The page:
Meet the artist: Keval Shah

We asked Keval Shah, the father of the Soiva kieli concert series, what it is like to teach during this exceptional time and about his biggest dreams for year 2021.

Keval Shah is teaching
Henrietta Harju

Soiva kieli is Sibelius Academy’s new Lied recital series. Starting in spring 2021, each academic year Soiva kieli will present four public recitals, exploring a wide range of repertoire and themes, and including one semi-staged production. It is a platform for students to challenge and showcase their artistry in an exciting new initiative.

We asked Keval Shah, the father of the Soiva kieli concert series, what it is like to teach during this exceptional time and about his biggest dreams for year 2021.

Where did the idea about this concert series come from? 

The idea for starting a new song recital series at SibA came from my own experiences as a student and teacher in London. We were very fortunate at the Royal Academy of Music to have a fantastic song recital series which gave students regular opportunities to establish strong duo partnerships, perform and develop as recital artists, including opportunities to perform in some of the country’s leading festivals and concert halls. During my time teaching at the Academy, I then curated a second recital series, offering even more performance opportunities to students across the department. It is so crucial for students to have the chance to showcase their work and challenge their artistry as they prepare to emerge into the industry and there is no substitute for experience on the concert platform.

I knew when I came to SibA that I wanted our students to benefit from a similar opportunity, and I’m grateful to the whole department for sharing my enthusiasm for this initiative. I must credit here my colleagues Petteri Salomaa and Collin Hansen, who had the idea for the title ‘Soiva kieli’ which, although impossible to translate into English, captures something of the unique fusion of language, music and voices out of which songs are born.

What is it like to teach during this exceptional time? 

Teaching at this time is obviously extremely challenging, but it’s amazing how much good work can be achieved once we recalibrate our minds and adapt our teaching practices. I’ve been fortunate to prepare the duos for this opening Soiva kieli concert with normal contact teaching, and it has been extremely special to be able to reconnect with the students in this way. Seeing them respond so energetically to the sensation of live music-making has inspired me hugely, and has certainly helped to restore my faith on difficult days.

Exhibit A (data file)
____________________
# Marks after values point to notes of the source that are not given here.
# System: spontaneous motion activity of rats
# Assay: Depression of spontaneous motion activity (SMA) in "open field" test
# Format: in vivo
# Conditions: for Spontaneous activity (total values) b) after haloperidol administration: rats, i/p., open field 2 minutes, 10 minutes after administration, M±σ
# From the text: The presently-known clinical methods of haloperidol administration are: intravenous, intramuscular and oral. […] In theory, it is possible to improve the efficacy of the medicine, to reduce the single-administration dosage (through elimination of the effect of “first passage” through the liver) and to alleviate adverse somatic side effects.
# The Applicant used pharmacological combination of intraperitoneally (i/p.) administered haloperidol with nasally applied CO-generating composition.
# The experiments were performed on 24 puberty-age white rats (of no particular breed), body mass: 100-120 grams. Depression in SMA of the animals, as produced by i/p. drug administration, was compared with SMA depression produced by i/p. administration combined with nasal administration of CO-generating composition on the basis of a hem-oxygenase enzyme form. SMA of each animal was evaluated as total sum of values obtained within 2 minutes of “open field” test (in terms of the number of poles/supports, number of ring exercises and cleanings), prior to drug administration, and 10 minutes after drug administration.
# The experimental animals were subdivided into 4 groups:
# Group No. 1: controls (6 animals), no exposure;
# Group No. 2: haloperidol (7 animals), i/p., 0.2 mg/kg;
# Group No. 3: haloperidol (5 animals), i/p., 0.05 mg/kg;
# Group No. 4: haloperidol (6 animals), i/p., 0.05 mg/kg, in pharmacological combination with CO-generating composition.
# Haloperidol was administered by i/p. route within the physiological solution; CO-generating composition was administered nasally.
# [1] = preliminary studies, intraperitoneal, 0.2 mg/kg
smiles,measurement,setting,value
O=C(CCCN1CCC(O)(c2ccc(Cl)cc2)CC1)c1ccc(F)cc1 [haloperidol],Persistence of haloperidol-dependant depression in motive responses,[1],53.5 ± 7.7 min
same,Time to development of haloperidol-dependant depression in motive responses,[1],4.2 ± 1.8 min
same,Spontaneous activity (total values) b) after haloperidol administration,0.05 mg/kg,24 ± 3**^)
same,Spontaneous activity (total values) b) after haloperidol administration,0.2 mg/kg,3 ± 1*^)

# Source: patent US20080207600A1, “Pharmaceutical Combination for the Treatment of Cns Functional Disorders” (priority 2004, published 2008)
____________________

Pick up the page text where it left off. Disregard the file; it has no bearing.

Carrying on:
Working online with my students has been fruitful in other ways – being forced to step away from the physical act of singing and to focus instead to issues of language, style, interpretation and performance practice has been invaluable. There are so many skills and qualities required to be a singer and so, as much as we have all missed contact teaching, it’s been a useful reminder of all the other types of work that need to be done alongside technical and musical development.

What makes Soiva kieli vocal music series special? 

The Soiva kieli series is going to be special for a number of reasons. Firstly, the number of concerts in the series will allow us to invite all Master’s students on the Vocal Arts programme to participate, ensuring that this opportunity is available equally to all of our advanced students.

Artistically, I am excited by the potential to explore how we present the song repertoire and to play with established conventions. As well as presenting recitals in the format we are most accustomed to, Martina Roos will be directing an annual semi-staged concert for the series, interspersing music with spoken word performance.

Looking ahead, we have plans to present concerts in more informal ‘salon’ style, recreating the environments in which much of this repertoire was first encountered. And, speaking of repertoire, I hope that Soiva kieli will be a platform for students to explore music of less well-known composers and composers who have been historically under-represented. There is an extraordinary wealth of music for voice and piano and I am excited to dive in with the students and see what we find…

What are your biggest dreams for the year 2021? 

My biggest dreams for 2021 are for the pandemic situation to be brought under control across the world for the health of the global population, and  so that we can start a recovery process. I hope that culture and the arts can once again become a part of people’s daily lives, and that they are valued and made accessible across society. It has been a tremendously difficult time for artists and at times I have lost my love and passion for what I do. I hope to hold onto that passion in 2021, to be inspired by the work of my students, and to inspire them to step into the post-pandemic world with aspiration, imagination and confidence.